Martin Loyd Jones said, “Sanctification proceeds as we are led by the Holy Spirit to draw deductions from the doctrine of justification. Do you long to be holy? Do you long to have victory over sin in your mortal body? How can you do so? First, understand the doctrine. You cannot ‘work out your salvation with fear and trembling’ (Philippians 2:12-13) if we are unclear about the doctrine of salvation.”
In the Bible, “The heart” is a phrase used in many ways. But to boil it down really quick, according to the Bible, your heart is the deepest, truest you. Therefore when Jesus said that out of the heart comes evil actions (Matthew 15:18-19), he was saying who we are determines what we do.
The Bible says we must put ourselves last if we hope to be a servant to all and reflect Christ (Mark 9:35). What that does not mean, however, is that we must “put ourselves down.”
Negative self-talk, hatred of self, and putting yourself down are not commands found in the Bible. So what does the Bible say about putting yourself down?
The Bible says a lot about judging others. For example, Christians should not judge people’s motives, they should not judge non-believers, but they should judge other believers’ external actions if that Christian is living in sin. (For more on what the Bible says about judging others, read this article.)
However, what about being on the other side of the judgement? What should Christians do when they feel judged by others?
Every part of the body is crucial for survival, but if you had to rank the importance of each organ, it seems the brain and the heart would be at the top. When we discuss our spiritual make up, the mind and heart seem to top the list of importance as well.
But what does the Bible say about the heart and mind? What’s the difference between the two? And what is the relationship between the mind and heart?
The short and very sufficient answer to “How can I be saved?” is this: Put your faith in Jesus Christ. If you remember nothing else, remember that salvation comes through faith in Jesus Christ alone.
Is greatness contagious? I think so, along with weakness. Both the splendor and sin of the human spirit are cultivated through the companions with which one invests his time. Who you spend time with is not the only variable in our development, but it is a very crucial one.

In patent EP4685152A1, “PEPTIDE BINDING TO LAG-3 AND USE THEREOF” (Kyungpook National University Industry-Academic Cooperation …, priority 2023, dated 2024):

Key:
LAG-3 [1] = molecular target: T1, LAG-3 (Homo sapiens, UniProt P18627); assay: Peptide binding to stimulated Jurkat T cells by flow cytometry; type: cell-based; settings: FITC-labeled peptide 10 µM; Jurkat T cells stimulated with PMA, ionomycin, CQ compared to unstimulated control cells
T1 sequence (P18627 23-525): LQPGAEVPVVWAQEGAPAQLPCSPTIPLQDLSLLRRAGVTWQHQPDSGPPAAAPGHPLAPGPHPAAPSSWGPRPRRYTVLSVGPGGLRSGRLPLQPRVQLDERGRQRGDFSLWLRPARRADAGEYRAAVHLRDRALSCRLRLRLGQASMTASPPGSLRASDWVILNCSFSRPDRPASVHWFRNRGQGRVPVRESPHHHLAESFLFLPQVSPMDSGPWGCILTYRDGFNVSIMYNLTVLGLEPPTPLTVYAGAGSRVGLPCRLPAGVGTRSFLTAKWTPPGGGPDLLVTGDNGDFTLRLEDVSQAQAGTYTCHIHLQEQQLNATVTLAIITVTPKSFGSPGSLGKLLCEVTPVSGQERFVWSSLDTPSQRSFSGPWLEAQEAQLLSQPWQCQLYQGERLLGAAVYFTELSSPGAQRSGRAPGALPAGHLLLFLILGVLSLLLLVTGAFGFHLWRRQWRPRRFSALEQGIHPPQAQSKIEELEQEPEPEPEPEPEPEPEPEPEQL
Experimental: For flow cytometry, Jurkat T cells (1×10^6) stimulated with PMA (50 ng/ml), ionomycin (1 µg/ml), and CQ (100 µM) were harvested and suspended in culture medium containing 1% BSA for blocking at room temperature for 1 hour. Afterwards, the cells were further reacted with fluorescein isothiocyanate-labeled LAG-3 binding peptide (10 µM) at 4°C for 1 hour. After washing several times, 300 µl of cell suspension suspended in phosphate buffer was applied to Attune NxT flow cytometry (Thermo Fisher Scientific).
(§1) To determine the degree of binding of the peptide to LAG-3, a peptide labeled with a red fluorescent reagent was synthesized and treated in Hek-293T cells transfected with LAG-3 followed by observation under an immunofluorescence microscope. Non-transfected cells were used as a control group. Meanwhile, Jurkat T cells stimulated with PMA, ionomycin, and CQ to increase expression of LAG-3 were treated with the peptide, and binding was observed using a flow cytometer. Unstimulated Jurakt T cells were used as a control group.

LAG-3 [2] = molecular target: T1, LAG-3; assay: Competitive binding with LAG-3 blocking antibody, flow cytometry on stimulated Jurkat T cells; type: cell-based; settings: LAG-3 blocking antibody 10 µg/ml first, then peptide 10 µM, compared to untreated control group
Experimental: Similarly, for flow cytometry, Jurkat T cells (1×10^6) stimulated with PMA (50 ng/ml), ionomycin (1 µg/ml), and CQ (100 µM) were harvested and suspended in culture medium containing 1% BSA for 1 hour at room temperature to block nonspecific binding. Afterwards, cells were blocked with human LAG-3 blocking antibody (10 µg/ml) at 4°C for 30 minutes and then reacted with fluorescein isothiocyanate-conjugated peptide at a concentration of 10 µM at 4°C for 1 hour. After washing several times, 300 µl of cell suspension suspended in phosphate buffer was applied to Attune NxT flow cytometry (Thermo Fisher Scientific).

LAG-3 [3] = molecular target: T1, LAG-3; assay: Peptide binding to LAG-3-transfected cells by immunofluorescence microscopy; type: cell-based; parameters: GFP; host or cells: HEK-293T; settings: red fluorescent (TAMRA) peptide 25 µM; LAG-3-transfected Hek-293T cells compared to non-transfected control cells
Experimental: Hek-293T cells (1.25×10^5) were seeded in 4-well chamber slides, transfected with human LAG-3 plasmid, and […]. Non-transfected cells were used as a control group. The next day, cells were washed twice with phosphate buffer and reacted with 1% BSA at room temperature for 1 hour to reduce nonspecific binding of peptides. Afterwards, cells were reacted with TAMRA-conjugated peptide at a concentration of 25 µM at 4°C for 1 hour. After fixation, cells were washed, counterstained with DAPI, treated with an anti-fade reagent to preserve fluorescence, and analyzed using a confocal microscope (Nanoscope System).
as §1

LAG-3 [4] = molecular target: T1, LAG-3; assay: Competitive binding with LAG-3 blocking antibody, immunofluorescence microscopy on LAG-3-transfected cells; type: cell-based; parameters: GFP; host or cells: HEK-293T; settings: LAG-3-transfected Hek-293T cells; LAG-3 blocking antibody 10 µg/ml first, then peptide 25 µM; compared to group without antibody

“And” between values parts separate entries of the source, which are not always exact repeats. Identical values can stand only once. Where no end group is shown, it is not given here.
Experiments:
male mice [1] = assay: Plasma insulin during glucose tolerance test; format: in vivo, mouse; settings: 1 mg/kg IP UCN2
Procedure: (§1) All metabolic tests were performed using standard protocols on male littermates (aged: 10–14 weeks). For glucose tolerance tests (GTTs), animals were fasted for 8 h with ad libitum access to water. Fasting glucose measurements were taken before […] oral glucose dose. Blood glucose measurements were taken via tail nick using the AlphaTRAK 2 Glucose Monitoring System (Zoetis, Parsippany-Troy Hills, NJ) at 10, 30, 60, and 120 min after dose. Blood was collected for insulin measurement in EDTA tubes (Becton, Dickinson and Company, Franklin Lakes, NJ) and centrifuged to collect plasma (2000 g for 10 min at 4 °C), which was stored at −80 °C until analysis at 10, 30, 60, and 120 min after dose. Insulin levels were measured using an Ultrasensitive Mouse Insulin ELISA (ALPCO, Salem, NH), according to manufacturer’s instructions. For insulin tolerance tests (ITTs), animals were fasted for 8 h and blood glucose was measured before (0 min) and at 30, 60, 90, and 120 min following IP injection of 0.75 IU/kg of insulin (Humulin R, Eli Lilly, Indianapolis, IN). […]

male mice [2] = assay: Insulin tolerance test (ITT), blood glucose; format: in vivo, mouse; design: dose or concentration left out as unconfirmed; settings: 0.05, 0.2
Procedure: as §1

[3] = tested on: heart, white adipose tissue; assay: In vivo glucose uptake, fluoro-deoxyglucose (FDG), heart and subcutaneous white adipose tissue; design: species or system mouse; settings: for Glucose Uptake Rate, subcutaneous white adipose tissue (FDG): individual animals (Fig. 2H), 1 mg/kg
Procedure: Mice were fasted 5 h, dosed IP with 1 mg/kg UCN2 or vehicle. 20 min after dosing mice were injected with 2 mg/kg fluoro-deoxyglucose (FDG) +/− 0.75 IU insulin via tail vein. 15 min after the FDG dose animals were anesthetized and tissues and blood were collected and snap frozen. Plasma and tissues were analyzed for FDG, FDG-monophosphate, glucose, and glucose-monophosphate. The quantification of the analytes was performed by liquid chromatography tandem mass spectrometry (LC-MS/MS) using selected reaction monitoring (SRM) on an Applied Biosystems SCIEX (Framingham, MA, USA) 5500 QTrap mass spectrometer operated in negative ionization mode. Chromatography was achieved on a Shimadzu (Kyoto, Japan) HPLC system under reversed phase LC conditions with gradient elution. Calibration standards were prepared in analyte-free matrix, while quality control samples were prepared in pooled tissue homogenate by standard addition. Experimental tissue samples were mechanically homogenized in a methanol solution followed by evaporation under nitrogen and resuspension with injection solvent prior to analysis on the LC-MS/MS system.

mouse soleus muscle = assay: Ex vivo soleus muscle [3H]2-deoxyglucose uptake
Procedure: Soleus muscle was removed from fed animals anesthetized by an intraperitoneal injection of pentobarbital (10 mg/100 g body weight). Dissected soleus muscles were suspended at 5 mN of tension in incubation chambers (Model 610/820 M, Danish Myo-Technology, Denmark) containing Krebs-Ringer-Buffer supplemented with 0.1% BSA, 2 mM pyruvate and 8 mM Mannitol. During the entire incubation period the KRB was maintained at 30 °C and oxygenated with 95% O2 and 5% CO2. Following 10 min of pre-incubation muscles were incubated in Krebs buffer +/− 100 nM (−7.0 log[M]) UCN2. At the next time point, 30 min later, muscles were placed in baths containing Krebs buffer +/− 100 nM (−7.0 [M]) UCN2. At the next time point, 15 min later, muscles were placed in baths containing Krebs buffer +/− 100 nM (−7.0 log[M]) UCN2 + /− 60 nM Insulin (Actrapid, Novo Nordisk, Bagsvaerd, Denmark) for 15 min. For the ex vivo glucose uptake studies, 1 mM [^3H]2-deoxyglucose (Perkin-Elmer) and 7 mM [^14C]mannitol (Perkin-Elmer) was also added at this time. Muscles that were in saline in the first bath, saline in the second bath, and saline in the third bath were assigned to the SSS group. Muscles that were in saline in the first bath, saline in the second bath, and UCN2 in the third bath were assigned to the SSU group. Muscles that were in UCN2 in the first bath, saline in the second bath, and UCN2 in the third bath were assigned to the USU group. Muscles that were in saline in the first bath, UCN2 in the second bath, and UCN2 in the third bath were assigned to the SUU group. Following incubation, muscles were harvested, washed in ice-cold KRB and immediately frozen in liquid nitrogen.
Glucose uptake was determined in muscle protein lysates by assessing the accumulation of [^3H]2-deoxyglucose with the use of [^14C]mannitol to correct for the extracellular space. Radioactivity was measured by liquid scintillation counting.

Always, when you do a little digging, you will find that those truly admirable were inspired by and (to some degree) sculpted by other great men and women surrounding them. Children whose parents are professional athletes or gifted academically seem to have a greater knack for similar accolades. Sure, one can make a case that it’s all in the genes, but surely this is not the main variable in the equation of greatness.
We all have labels. Some are taken on by ourselves while some are given to us. You can be Republican, Democrat, Liberal, Buddhist, Hindu, Mormon, American, Chinese, and even Christian. What happens, though, is that no one, on their own, is a pure spirit. We are all a mixed breed. A man may be a conservative, but he may also have a few liberal exceptions to his political ideologies.
There are always reasons why we sin, but there is never an excuse. In a day and age where everyone who attends high school is required to take a course in Psychology 101, where you can turn on the TV and watch Dr. Phil do a live counseling session, and where every behavioral problem in children is apparently linked back to a genetic problem solvable by medication, we are a society prone to look for the “root issue of the problem.”
It’s certainly not wrong to take a deeper look at how someone was raised, what genetic dispositions they may have, or how society has negatively shaped an individual. The Bible itself makes clear that bad actions (sin) are rooted not in the surface decisions being made but deeper, in the sinful nature (Galatians 5:17).
There are already so many great books on Christian singleness. Just do a Google search on “books on Christian singleness,” “Christian books about being single,” “best books for Christian singles,” “Christian books on finding a spouse,” “finding a godly husband,” “how to be a Christian in college.”
The results will be endless.
I’m sure you will find a lot of helpful advice in these Christian books about singleness. However, most of these Christian books about being single focus on one aspect of singleness: your relationship with God, godly dating, finding contentment as a Christian single, how to find a Christian spouse, and other such topics.
I believe the Ultimate Guide to Christian Singleness is so special because it covers nearly every common question asked about singleness. I get right to the point in these thirty chapters. I don’t waste time with long stories. And I give you extremely practical steps to take in each of the four stages most Christian singles go through. It’s great for small group Bible studies or for individuals too.
If you want answers, this book on Christian singleness was written for you.
Below is the full description. I hope you enjoy it. If you have any questions, please don’t hesitate to email me at MarkBallenger@ApplyGodsWord.com.
Hoping you find the love, security, and guidance you need during your season of Christian singleness.
For God’s glory and our good,